| NEW YORK
NEW YORK Dec 5 If the photograph that R. Umar
Abbasi shot and the New York Post ran on its cover Tuesday of a
subway car bearing down on Ki-Suck Han doesn't make you shudder,
you're probably a little dead inside. And if, after looking at
the cover once or twice, you didn't return for another quick
glance, or replay the image in your mind's eye, you might be a
The subway photograph conveys a kind of terror that's
different from the terror produced by red-meat shots from the
battlefield, photos of monks self-immolating, or even
surveillance video of car bombs detonating and blasting people
over like bowling pins. The subway photo doesn't document human
destruction, it documents the anticipation of destruction, and
that rattles a separate part our psyche, explains media scholar
Barbie Zelizer in her 2010 book, About to Die: How News Images
Move the Public.
"About-to-die images tweak the landscape on which images and
public response work," Zelizer told me two years ago in an
interview. " mages of impending death play to the emotions,
the imagination, and the contingent and qualified aspects of
what they depict."
The cinema has been exploiting the power of about-to-die
images for more than a century, routinely placing characters in
death's path and extending the anticipatory moment to yank our
strings like puppet masters. Inside the cinematic moment, we
become the person in peril, especially when the character in
peril is an innocent victim, or young, or a "woman in peril."
When such moments as the Ki-Suck Han moment are photographed
in the real world and published in a prominent place like the
cover of the New York Post, the first instruction our instincts
give us is that his impending death could have been ours. Even
if we live hundreds of miles from the nearest subway, we think,
I could have been the one shoved into the path of the Q train!
The nightmare of being alive but seeing your death approach was
precisely the effect the New York Post's editors sought when
they unknowingly channeled Zelizer's thesis into their cover
headline: "DOOMED: Pushed on the subway track, this man is about
As horrific as photos of corpses, splatter shots, and images
of body parts may be, they don't have the psychological effect
on us that an about-to-die photograph has. Explicit images of
death tend to repel viewers, Zelizer says, and that distance
tends to tamp down the terror. But images of impending death
tend to attract curiosity and study. "They often draw viewers
in, fostering engagement, creating empathy and subjective
involvement, inviting debate," Zelizer told me.
The debate over the New York Post's publication of the
subway photograph has turned visceral, with experienced
journalists writing straight from the gut. In the New Republic,
Tom McGeveran of Capital New York calls the photograph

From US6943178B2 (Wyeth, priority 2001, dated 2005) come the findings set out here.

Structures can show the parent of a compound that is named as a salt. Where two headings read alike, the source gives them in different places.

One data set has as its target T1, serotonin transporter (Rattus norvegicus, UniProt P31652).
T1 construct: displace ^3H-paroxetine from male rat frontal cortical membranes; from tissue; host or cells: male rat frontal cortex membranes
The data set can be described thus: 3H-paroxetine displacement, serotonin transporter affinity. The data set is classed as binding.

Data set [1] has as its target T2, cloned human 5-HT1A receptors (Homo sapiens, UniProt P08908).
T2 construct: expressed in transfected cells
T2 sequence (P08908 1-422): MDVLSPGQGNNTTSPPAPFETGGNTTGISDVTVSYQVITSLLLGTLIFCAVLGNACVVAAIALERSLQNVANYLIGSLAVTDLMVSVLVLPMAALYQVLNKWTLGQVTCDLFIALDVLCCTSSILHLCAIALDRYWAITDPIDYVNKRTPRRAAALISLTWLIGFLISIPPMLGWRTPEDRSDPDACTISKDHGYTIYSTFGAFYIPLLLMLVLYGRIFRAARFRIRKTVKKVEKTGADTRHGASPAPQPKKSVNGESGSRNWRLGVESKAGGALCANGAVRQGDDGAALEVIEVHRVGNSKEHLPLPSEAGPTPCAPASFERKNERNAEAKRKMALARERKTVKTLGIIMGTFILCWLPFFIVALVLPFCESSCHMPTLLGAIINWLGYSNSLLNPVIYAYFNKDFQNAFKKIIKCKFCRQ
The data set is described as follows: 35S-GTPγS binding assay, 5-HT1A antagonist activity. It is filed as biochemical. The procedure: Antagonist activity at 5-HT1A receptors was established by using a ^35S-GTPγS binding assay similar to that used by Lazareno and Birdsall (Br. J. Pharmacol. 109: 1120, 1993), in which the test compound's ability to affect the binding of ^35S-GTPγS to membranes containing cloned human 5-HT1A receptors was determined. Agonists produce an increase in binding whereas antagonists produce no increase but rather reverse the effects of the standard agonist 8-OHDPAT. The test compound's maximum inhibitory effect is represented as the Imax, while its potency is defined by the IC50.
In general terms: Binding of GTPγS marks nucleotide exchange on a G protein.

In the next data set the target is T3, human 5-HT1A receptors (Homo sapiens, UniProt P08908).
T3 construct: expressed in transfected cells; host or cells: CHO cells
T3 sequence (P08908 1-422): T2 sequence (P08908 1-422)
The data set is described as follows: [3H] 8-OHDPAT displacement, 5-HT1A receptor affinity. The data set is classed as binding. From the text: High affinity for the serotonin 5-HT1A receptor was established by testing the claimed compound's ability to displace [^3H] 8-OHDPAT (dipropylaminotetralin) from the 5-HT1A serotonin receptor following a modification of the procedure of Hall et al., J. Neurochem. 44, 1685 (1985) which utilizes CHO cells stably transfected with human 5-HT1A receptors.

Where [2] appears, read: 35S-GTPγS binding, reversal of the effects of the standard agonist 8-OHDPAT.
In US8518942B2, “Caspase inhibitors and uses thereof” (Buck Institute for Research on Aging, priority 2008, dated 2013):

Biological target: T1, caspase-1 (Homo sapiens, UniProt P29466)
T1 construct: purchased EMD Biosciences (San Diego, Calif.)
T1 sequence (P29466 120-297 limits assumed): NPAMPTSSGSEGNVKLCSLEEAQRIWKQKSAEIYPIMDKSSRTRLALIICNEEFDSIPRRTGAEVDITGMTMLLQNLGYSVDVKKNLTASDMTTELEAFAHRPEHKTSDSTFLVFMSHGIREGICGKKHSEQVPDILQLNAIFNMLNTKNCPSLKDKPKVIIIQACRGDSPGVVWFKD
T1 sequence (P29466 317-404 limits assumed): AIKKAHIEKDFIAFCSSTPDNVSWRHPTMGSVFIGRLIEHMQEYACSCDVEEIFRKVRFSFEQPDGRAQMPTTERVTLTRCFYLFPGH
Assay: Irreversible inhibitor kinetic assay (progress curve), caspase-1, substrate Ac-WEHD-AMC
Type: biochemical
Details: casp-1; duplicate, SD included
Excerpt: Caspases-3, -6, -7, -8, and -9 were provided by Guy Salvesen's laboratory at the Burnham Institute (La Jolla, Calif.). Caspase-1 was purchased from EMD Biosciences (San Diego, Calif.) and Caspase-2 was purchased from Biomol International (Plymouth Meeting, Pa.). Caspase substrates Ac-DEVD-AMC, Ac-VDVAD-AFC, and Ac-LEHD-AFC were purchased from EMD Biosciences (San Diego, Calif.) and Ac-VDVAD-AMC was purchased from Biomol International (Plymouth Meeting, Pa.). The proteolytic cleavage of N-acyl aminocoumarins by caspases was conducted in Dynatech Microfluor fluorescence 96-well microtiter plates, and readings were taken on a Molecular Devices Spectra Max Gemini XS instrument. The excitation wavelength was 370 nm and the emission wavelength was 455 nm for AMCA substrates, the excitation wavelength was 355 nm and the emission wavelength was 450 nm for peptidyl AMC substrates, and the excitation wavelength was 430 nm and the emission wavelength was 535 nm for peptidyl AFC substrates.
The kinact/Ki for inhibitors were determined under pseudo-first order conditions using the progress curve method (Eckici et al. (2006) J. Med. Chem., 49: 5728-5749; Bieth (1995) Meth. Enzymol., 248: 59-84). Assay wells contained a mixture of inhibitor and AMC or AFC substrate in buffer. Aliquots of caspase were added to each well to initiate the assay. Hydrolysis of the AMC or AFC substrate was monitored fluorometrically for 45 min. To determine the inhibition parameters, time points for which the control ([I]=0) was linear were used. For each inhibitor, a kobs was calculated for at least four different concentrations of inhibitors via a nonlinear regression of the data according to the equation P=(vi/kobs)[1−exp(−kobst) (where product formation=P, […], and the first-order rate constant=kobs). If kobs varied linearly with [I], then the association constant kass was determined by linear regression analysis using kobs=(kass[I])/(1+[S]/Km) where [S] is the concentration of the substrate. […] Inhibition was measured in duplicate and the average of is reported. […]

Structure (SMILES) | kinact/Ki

unpleasant and nasty, and its publication "tasteless,"
explaining with distaste that tastelessness and the trafficking
in "cruelty" of such human circumstance defines the New York
Post formula. In the New York Times, David Carr describes the
photo's appearance on the Post's cover "sickening to behold,"
asserting that "We are all implicated by this photo, not just
the man who took it."
About-to-die images inspire many of us to replay the tragedy
in a way that would have avoided the disaster. It's hard to look
at the subway picture and not mentally exhort Han to vault back
onto the platform even though you know he is cold dead. The
Washington Post's Jonathan Capehart was seduced by this urge,
obliquely wishing that Abbasi had discarded his camera and
How a photographer - who has trained his mind to block out
the rest of the world so he can capture disturbing images - has
a special responsibility to turn superhero, as Abbasi's critics
suggested he did, is beyond me. Had Han successful scrambled off
the track bed, Abbasi would be dusting his trophy case to make
room for a Pulitzer instead of making the less-than-plausible
excuses about how he hoped that his repeated camera flashes
would alert the train operator to stop for a man on the tracks.
In an email interview today, Zelizer recommends that we take
a breather and place the incident inside its historical context.
"The outrage is less about the photo, picture or the New
York Post than it is about us and how we are always changing the
uncomfortable boundaries of when it's appropriate to show
death," she writes. "In the 1940s, this picture would have been
celebrated as a professional triumph."
The subway-photo debate speaks legions about our increasing
squeamishness, Zelizer tells me, and the changes in our views
about morality, politics, and technology. "The debate about this
photographer becomes a useful punching bag for all our
unresolved sentiments about what to show in news pics."
The deadliest image, it turns out, is the one in which the
victim is still alive.